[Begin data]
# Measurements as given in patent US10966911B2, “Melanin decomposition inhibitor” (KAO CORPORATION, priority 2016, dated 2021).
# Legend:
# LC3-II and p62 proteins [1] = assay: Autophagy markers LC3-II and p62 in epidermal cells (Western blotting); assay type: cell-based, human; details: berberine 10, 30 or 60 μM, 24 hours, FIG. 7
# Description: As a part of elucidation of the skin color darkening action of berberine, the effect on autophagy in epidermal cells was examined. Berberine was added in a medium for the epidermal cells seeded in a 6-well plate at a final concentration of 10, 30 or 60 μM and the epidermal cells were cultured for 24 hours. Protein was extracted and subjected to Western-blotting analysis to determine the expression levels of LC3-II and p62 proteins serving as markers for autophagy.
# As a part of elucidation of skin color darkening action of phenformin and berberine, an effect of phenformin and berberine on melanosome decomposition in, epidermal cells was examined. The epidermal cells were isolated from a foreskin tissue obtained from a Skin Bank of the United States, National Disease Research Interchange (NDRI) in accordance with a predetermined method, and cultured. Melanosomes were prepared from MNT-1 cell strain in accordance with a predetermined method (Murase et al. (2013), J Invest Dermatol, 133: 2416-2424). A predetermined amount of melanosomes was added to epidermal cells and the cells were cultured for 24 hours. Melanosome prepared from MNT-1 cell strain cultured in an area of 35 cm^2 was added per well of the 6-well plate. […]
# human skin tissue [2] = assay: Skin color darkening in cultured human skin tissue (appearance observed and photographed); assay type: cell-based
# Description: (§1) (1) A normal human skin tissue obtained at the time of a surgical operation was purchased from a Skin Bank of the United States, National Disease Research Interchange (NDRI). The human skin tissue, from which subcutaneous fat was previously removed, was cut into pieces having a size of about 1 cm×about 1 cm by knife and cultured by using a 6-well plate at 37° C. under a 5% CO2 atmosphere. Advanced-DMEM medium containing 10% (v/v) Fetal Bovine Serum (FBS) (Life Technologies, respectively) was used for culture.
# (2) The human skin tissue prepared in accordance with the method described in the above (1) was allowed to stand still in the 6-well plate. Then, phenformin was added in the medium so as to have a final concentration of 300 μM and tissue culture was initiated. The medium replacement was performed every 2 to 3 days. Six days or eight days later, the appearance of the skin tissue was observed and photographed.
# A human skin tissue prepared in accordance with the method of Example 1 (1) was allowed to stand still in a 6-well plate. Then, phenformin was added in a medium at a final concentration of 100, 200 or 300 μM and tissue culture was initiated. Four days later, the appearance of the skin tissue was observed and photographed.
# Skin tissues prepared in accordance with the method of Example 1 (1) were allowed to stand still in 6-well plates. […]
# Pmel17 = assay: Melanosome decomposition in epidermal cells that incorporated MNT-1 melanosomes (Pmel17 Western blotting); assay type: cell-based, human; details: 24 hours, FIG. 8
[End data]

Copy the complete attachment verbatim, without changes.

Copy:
# Measurements as given in patent US10966911B2, “Melanin decomposition inhibitor” (KAO CORPORATION, priority 2016, dated 2021).
# Legend:
# LC3-II and p62 proteins [1] = assay: Autophagy markers LC3-II and p62 in epidermal cells (Western blotting); assay type: cell-based, human; details: berberine 10, 30 or 60 μM, 24 hours, FIG. 7
# Description: As a part of elucidation of the skin color darkening action of berberine, the effect on autophagy in epidermal cells was examined. Berberine was added in a medium for the epidermal cells seeded in a 6-well plate at a final concentration of 10, 30 or 60 μM and the epidermal cells were cultured for 24 hours. Protein was extracted and subjected to Western-blotting analysis to determine the expression levels of LC3-II and p62 proteins serving as markers for autophagy.
# As a part of elucidation of skin color darkening action of phenformin and berberine, an effect of phenformin and berberine on melanosome decomposition in, epidermal cells was examined. The epidermal cells were isolated from a foreskin tissue obtained from a Skin Bank of the United States, National Disease Research Interchange (NDRI) in accordance with a predetermined method, and cultured. Melanosomes were prepared from MNT-1 cell strain in accordance with a predetermined method (Murase et al. (2013), J Invest Dermatol, 133: 2416-2424). A predetermined amount of melanosomes was added to epidermal cells and the cells were cultured for 24 hours. Melanosome prepared from MNT-1 cell strain cultured in an area of 35 cm^2 was added per well of the 6-well plate. […]
# human skin tissue [2] = assay: Skin color darkening in cultured human skin tissue (appearance observed and photographed); assay type: cell-based
# Description: (§1) (1) A normal human skin tissue obtained at the time of a surgical operation was purchased from a Skin Bank of the United States, National Disease Research Interchange (NDRI). The human skin tissue, from which subcutaneous fat was previously removed, was cut into pieces having a size of about 1 cm×about 1 cm by knife and cultured by using a 6-well plate at 37° C. under a 5% CO2 atmosphere. Advanced-DMEM medium containing 10% (v/v) Fetal Bovine Serum (FBS) (Life Technologies, respectively) was used for culture.
# (2) The human skin tissue prepared in accordance with the method described in the above (1) was allowed to stand still in the 6-well plate. Then, phenformin was added in the medium so as to have a final concentration of 300 μM and tissue culture was initiated. The medium replacement was performed every 2 to 3 days. Six days or eight days later, the appearance of the skin tissue was observed and photographed.
# A human skin tissue prepared in accordance with the method of Example 1 (1) was allowed to stand still in a 6-well plate. Then, phenformin was added in a medium at a final concentration of 100, 200 or 300 μM and tissue culture was initiated. Four days later, the appearance of the skin tissue was observed and photographed.
# Skin tissues prepared in accordance with the method of Example 1 (1) were allowed to stand still in 6-well plates. […]
# Pmel17 = assay: Melanosome decomposition in epidermal cells that incorporated MNT-1 melanosomes (Pmel17 Western blotting); assay type: cell-based, human; details: 24 hours, FIG. 8